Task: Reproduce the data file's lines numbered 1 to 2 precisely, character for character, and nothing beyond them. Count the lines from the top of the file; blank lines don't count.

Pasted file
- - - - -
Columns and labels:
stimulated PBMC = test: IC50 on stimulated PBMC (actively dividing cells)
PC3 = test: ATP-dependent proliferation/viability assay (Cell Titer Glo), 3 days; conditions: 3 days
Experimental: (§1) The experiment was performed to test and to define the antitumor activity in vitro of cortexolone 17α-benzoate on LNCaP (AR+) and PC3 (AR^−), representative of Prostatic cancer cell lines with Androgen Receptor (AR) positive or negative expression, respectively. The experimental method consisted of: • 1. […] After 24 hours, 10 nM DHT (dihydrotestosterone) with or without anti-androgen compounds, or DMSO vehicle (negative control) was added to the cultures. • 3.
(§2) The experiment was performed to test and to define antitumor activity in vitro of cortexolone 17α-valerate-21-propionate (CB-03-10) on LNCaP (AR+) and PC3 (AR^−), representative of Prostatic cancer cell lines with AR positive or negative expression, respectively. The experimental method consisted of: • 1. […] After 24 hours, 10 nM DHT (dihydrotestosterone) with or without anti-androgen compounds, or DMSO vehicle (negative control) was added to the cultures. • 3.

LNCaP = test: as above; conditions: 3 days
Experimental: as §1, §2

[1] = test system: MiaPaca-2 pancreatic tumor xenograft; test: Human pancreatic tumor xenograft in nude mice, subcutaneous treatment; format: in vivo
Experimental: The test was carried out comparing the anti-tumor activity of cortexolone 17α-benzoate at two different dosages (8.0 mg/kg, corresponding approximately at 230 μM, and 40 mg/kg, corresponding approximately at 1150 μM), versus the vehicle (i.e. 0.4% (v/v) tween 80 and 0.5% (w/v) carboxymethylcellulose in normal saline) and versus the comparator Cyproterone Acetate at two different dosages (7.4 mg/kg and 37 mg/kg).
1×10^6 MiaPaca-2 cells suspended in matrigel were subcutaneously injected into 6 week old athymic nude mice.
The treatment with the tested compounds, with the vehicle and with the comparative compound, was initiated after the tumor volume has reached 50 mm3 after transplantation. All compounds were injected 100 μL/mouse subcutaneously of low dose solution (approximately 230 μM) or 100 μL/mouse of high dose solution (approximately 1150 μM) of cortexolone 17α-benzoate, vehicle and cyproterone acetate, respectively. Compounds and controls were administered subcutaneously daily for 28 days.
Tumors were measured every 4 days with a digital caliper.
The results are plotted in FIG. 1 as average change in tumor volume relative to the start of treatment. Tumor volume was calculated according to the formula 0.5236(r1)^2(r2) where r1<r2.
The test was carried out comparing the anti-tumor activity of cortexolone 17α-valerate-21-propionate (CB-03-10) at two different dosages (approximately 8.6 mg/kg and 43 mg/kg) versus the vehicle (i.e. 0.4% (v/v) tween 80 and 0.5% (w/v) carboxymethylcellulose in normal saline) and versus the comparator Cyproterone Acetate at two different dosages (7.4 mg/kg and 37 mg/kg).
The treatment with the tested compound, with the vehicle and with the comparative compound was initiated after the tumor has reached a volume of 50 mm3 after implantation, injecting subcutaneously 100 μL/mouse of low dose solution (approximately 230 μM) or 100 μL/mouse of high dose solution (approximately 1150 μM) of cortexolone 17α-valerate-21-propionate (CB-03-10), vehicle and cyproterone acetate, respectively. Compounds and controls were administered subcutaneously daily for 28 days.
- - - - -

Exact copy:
Columns and labels:
stimulated PBMC = test: IC50 on stimulated PBMC (actively dividing cells)